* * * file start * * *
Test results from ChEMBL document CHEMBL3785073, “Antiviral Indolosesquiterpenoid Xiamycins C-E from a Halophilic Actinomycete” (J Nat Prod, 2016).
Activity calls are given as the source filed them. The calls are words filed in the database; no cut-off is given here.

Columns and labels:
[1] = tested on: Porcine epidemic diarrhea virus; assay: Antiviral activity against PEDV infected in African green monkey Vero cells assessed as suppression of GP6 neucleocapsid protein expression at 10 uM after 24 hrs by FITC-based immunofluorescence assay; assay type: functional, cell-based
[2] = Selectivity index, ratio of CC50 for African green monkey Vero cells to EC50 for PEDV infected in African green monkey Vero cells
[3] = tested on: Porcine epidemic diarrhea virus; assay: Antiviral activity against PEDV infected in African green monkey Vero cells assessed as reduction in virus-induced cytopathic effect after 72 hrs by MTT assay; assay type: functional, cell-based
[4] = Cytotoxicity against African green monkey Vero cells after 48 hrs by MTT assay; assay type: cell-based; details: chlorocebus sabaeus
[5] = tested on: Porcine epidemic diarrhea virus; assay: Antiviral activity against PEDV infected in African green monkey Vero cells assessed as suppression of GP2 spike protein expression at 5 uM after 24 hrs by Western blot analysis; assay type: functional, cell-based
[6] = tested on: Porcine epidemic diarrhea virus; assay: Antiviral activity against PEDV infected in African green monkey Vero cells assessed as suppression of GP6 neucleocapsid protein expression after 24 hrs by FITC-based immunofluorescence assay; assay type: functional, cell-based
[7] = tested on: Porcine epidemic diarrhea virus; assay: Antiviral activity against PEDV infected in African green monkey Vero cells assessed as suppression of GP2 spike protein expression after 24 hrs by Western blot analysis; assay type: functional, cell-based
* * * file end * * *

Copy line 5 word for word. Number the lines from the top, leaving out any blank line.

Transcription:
[2] = Selectivity index, ratio of CC50 for African green monkey Vero cells to EC50 for PEDV infected in African green monkey Vero cells